Both this research and the S&P 500 data focus on the robustness of US equities during challenging times, so what’s the story for other regions and asset classes?


The bigger picture


We’ve talked in previous WRAPS newsletters about the effect of higher inflation on investments. Cash is obviously the first to suffer, and while lower risk, fixed interest assets like bonds tend to underperform, they will still outperform inflation over time, so earn a rightful place in a well-diversified portfolio.

If we take a look at the returns for different asset classes over the last 20 years, it may come as no surprise that S&P 500 equities take the top spot at 7.5%. Bonds also comfortably beat inflation, reaching 4.8% versus the average CPI of 2.1%.


Graph 3: 20-year annualised returns by asset class, 2001 – 2020


What’s also interesting here is the returns for the average investor – at 2.9%, this barely beats inflation. What’s the equivalent for the average WRAPS investor? We’re pleased to say that it’s more than double – at 6.4%.

So why is the average investor averaging less than half the returns of WRAPS? Quite simply, it’s down to bad investor behaviour.


This video on behavioural biases explores some of this detrimental investor behaviour:


Why you’re better off than the average investor


The key to being a good investor is to think long-term and to not keep adjusting your portfolio, or even checking it! Its value will go up and down – as will inflation – so you should expect this and give it time to perform.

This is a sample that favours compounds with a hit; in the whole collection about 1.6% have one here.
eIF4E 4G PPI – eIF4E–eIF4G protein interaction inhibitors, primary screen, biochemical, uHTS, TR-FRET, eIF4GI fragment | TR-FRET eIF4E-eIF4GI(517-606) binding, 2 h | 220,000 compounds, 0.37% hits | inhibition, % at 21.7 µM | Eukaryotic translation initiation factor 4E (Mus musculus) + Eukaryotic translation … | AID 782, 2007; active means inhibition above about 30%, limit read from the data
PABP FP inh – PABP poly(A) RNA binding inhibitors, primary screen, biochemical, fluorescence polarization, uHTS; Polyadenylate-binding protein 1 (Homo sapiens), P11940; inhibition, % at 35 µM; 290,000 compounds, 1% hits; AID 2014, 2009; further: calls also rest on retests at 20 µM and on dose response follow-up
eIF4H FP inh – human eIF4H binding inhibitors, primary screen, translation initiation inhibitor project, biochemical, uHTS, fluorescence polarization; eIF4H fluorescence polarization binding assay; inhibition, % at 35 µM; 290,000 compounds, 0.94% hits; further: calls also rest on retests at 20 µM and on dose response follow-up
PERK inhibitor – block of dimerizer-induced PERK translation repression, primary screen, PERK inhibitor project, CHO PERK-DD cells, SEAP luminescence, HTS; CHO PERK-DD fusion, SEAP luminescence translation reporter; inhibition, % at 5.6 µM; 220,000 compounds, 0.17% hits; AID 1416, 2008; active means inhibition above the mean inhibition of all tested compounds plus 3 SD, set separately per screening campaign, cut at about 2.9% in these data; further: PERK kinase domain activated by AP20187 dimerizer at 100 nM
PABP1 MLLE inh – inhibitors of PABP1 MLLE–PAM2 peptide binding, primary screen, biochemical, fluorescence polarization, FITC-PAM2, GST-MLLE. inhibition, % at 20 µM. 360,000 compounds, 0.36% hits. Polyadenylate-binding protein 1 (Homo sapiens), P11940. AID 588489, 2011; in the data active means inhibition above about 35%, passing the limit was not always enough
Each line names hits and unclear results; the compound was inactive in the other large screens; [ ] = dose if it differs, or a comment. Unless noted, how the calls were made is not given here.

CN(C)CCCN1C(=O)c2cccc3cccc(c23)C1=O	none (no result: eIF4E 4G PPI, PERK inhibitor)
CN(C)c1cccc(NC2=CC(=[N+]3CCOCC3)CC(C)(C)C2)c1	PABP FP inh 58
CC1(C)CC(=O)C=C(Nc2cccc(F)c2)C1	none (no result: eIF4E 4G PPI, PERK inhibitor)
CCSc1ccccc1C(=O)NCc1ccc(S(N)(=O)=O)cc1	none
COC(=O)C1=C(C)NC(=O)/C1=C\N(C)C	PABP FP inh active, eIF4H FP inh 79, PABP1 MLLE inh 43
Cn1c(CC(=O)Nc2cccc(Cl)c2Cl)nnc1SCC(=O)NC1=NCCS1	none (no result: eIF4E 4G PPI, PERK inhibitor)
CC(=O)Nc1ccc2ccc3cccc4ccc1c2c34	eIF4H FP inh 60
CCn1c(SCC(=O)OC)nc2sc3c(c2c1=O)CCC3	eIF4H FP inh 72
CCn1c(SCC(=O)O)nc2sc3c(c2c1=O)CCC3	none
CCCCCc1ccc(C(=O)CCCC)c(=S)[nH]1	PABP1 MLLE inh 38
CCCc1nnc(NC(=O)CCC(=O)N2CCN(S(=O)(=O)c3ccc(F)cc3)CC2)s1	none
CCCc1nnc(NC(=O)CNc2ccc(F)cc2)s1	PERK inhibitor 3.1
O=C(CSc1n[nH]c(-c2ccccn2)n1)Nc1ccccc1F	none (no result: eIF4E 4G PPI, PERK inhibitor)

The absolute worst thing you can do when markets are down and your portfolio is lagging is react impulsively. And yet many people who don’t choose to work with a Financial Planner do just this – they lack the confidence and discipline to hold their nerve, instead panicking in response to the headlines. While it’s natural to feel nervous when your money isn’t thriving, if you pull out and sell when markets are low, you’ll miss out on the eventual upside. Likewise, if you buy high, you’ll find it harder to realise returns on your capital when markets start to settle down.

When we say you should have a long-term mindset when investing, the absolute minimum is five years, but the sensible window is 10, or ideally a full economic cycle of 15 years. That said, it’s entirely possible that you could have 50 years of investing ahead of you when you start out. And when you think about cascading your wealth down to the next generations, we could even be talking about triple figures!

Of course, there’s nothing wrong with feeling nervous when times are challenging, and at Wealth Matters, we’re always here to reassure you if you need us. At any time, you can have peace of mind that our WRAPS portfolios are robust and have a proven track record of comfortably outperforming inflation to help you meet your financial goals. As well as fine-tuning your portfolio to keep it in optimal condition, we’ll add extra value through tax planning and estate planning, so you can make the most of what you have, for you and the generations that follow.